When they weren't performing in these vignettes, they were dancing, and an entire masters thesis on sexual repression and female representations in American sports could be written about the Outlaws cheerleaders' first dance during the season opener, which was set to a song with these lyrics:

“I like girls…I like girls, I like girls, I like giiiiiiiiirls/ I really really really, really really really, REALLY REALLY REALLY REALLY like girls.”

In a display of real-time objectification that would pre-date Twitter by over a decade, fans were given placards with numbers printed on them so they could act as "cheerleader judges":

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This brand of leering wasn't limited to the stands—it was apparently company policy, as this 2001 Wall Street Journal piece explains:

It was the moment Matt Vasgersian had been dreading. Early in the first broadcast of the new XFL football league, a camera zoomed in on a troop of gyrating, barely clothed cheerleaders. The young play-by-play announcer's bosses at NBC and the World Wrestling Federation had coached him in what to say on just such an occasion. One suggestion: "Now that's a cheerleader!"

But when Mr. Vasgersian stayed silent for 15 seconds—an eternity in TV time—a voice barked into his earpiece: "Say something!" Finally, he laughed and said, "I feel uncomfortable. ... Man alive. ... All righty then. ... Those suits are something else." For failing to display sufficient enthusiasm during a dull, poorly played contest and glitch-filled broadcast, Mr. Vasgersian was demoted the following week in favor of a WWF announcer.

You can see that event transpire in real-time here.

As the season wore on and ratings fell, the XFL leaned more and more on the cheerleaders to sell its product. This culminated in a much-promoted, mind-bogglingly sexist week six ratings grab that promised to send a cameraman into the cheerleaders' locker room:

By then, the league was as good as dead and its ratings were beyond saving. Still, they had a championship game to play.

The Million Dollar Game

You didn't have to wait beyond the very first sentence of the XFL's "Million Dollar Game's" cold opening to know that the country had lost all interest in the league. "Some would have you believe tonight's XFL championship game is meaningless," the gravely, faux NFL Films narrator says. He then talks about a few harrowing story lines in which select players had overcome adversity. It's a script the NFL knows and performs to perfection and, by week 12, the XFL had reverted to mimicking it after months of trying to rudely body their way into the world of professional football.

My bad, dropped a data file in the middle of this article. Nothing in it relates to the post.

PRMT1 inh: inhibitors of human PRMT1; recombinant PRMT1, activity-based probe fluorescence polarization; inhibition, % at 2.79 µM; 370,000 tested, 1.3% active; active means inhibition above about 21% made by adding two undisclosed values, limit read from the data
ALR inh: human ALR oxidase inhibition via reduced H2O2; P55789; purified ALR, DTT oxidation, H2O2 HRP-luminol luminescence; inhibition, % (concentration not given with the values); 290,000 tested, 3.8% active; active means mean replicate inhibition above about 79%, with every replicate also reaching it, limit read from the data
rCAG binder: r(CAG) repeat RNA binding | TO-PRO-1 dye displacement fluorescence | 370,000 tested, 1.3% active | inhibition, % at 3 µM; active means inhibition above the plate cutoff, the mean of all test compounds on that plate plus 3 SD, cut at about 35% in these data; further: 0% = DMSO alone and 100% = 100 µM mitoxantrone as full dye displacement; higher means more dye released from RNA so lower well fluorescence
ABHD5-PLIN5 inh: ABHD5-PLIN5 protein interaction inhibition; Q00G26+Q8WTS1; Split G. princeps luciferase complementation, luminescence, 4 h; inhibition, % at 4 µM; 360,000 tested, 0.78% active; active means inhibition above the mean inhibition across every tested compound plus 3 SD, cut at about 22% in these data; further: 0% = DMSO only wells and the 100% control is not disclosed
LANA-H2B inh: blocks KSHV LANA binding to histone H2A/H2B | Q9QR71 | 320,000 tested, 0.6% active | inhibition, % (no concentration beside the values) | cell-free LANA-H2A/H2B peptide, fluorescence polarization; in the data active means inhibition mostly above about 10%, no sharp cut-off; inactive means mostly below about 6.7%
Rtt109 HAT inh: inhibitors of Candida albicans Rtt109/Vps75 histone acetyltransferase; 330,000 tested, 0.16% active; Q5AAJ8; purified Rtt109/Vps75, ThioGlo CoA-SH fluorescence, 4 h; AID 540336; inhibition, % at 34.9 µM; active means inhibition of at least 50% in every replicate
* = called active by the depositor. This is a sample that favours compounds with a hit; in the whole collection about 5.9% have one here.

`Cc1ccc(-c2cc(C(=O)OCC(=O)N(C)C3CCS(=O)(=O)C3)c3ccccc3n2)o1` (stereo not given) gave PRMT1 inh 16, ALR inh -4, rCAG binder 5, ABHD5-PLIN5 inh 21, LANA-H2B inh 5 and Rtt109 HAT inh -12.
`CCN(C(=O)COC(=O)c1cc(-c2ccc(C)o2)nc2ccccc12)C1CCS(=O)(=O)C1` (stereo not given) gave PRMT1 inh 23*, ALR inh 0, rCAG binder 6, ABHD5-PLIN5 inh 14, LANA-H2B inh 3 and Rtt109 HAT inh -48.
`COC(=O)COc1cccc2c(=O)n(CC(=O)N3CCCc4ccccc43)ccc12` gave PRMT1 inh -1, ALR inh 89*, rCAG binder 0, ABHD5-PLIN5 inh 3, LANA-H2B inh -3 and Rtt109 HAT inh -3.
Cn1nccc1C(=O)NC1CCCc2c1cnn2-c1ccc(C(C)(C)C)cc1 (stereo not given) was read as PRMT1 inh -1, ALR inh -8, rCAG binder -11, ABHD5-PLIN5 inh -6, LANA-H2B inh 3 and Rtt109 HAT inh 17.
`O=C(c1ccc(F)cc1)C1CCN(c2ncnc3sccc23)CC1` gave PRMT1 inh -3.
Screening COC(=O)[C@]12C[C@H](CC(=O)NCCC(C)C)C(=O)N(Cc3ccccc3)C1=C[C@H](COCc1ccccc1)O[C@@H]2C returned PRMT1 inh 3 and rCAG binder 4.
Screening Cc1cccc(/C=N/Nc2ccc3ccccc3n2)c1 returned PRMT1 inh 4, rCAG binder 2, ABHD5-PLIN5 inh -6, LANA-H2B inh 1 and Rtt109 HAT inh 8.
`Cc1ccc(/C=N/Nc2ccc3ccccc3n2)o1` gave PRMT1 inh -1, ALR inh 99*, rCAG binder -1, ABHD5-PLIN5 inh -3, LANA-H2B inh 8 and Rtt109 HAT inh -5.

Played in a sparsely filled Memorial Coliseum in Los Angeles, the XFL's Million Dollar game featured the L.A. Xtreme (quarterbacked by XFL MVP and future Pittsburgh Steeler Tommy Maddox) and the San Francisco Demons. The game looks almost nothing like that bombastic opener in Vegas. The armored cameramen barely run on the field to capture the action up close, the cheerleaders are seen only for a few brief dance numbers, and Vince McMahon doesn't even make an appearance.

Despite declaring it the "Million Dollar Game" (the winning team would split a one million dollar purse), the league was broke and those in control knew there wouldn't be another XFL game. So what does an extreme football league look like when it has nothing to live for and nothing to prove? It looks exactly like a mediocre NFL game. The Xtreme beat the Demons 38-6 and split the million dollars amongst themselves. They would each pocket around $26,000, assuming they gave Jose Cortez, the kicker and championship game MVP, an equal share.

The experiment failed and the XFL subsequently folded before the next NFL season even began. The latter's experiment is ongoing.

[Thanks to YouTube user XFL 2001 for all the great footage]

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9 Things You Might Not Know About 'Macho Man' Randy Savage
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Even by the standards of pro wrestling and its exaggerated personalities, there’s never been anyone quite like Randy “Macho Man” Savage (1952-2011). A staple of WWE and WCW programming in the 1980s and 1990s, Savage’s bulging neck veins, hoarse voice, and inventive gesticulations made him a star. Check out some facts in honor of what would’ve been Savage’s 65th birthday.


Born Randall Poffo in Columbus, Ohio, Savage’s father, Angelo Poffo, was a notable pro wrestler in the 1950s, sometimes wrestling under a mask with a dollar sign on it as “The Masked Miser.” If that was considered the family business, Savage initially strayed from it, pursuing his love of baseball into a spot on the St. Louis Cardinals farm team as a catcher directly out of high school. Savage played nearly 300 minor league games over four seasons. After failing to make the majors, he decided to follow his father into wrestling.


In 1967, a then-15-year-old Savage accompanied his father to a wrestling event in Hawaii. There, he saw island grappler King Curtis Iaukea deliver a “promo,” or appeal for viewers to watch him in a forthcoming match. Iaukea spoke in a whisper before bellowing, punctuating his sentences with, “Ohhh, yeah!” That peculiar speech pattern stuck with Savage, who adopted it when he began his career in the ring.


By John McKeon from Lawrence, KS, United States - Randy "Macho Man" Savage, CC BY-SA 2.0, Wikimedia Commons